Zimbabwe’s First Ever Safe Market To Protect Women and Children Against Abuse Ready To Open

ZIMBABWE’S Ministry of Women Affairs Community, Small and Medium Enterprise Development and its partners have set up a sample safe market in Harare, Epworth Overspill area in a bid to reduce incidences of abuse, Gender and Sexual Based violence (SGBV) amongst women and children by providing women with a safe operating environment.

By Michael Gwarisa

The markets are part of Women affairs ministry’s Safe Cities program. According to studies conducted, a number of SGBV cases as well as abuse of children occur in unregulated public spaces such as market spaces.

Responding to questions during a Women’s Day commemorations event in Harare, Ministry of Women Affairs, Harare Metropolitan Provincial Development Officer, Mr Ernest Chimboza said the Epworth market was almost complete and will be ready for occupation anytime soon.

Under the Safe Cities Campaign, as a ministry through our partners we are constructing sample markets. One in Harare that is in Epworth, the other one will be constructed in Chipinge and the last one will be in Umzingwane in Matebeleland.

“These are markets where we expect women and girls to be safe from issues to do with GBV and I am happy to say in Harare, the Epworth market which is the first of its kind is almost complete. We have already constructed the market stalls, the shed and we have established a play center for children so that when the women are busy trading, the children will be in the play center which is fenced,” said Mr Chimboza.

The Children’s play center at the Epworth Market

He added that they were also in the process of putting an additional toilet for the women as well as adequate lighting to curb the occurrence of Sexual violence and abuse cases.

“We have renovated the toilet that was already there and we have also put another one. They are also going to put adequate lighting because GBV issues usually take place during dark hours especially sexual violence. They have already fenced the marketplace and people are going to access the market through controlled entry.”

Most women in Zimbabwe are earning a living through trade which is conducted in places that do not have adequate safety and hygiene. Women entrepreneurs also fear violence in public spaces as they commute to their workplaces.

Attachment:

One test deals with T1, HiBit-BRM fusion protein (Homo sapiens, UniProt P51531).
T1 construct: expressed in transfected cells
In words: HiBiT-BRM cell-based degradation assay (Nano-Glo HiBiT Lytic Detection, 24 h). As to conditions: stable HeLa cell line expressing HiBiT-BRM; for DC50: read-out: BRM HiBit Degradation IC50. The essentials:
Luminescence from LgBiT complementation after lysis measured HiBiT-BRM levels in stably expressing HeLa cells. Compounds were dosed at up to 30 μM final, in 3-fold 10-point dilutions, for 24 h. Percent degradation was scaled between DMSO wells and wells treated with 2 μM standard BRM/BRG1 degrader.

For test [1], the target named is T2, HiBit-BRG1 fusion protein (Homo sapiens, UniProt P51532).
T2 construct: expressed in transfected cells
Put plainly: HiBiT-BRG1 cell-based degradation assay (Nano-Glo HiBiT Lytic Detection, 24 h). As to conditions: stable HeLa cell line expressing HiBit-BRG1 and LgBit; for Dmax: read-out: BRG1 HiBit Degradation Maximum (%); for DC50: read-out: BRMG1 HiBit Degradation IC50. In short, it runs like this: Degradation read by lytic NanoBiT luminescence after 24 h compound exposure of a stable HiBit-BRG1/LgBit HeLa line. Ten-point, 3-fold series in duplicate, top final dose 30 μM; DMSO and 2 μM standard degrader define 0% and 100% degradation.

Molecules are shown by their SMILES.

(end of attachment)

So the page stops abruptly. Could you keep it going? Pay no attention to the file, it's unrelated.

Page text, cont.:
Tariro Manyame (28) an upcoming business woman from Epworth applauded the ministry for establishing the safe market and also called on government to ensure more young women also take up space in such initiatives.

“The idea of a Safe Market that they have created in our community is commendable. Epworth is highly populated and most of us we are in the informal sector and this has been a great move which I think will change our community for the better and for us as women.

“The challenge however comes with the limited space that is at the safe market. There is a compartment for the vegetables and then another one for the clothes and stuff. It’s a model market and its being given to people who have markets. Some of us were hoping to gain entrance into the market but the then now it might be a challenge,” said Tariro.

The ministry of women affairs is working with UN Women and other partners in mobilizing investments to increase safety and economic viability of public spaces. This model involves UN Women working with non-governmental organizations in building the capacity of local governments to invest in engendering urban planning, including public infrastructure, such as markets.

UN Women is also implementing the Spotlight Initiative which aims at ending violence against women and girls by deploying targeted and large-scale investments to improve the lives of women and girls. The strategy also involves implementation of the Safe Cities and Safe Public Spaces Flagship Programme to bring change through increased recognition of SGBV in public spaces and its impact.


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